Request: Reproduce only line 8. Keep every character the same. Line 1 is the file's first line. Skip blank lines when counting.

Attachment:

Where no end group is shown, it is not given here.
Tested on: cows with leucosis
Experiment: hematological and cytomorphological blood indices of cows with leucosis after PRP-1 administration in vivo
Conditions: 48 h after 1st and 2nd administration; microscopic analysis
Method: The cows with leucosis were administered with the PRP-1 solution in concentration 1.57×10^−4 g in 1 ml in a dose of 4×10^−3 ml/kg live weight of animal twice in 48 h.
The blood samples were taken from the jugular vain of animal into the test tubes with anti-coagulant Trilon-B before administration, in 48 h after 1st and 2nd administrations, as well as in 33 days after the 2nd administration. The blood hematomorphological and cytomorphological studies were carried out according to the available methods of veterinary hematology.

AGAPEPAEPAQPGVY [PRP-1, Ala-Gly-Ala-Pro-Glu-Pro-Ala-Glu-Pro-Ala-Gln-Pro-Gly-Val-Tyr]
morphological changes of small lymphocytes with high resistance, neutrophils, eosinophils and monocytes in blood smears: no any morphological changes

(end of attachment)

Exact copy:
morphological changes of small lymphocytes with high resistance, neutrophils, eosinophils and monocytes in blood smears: no any morphological changes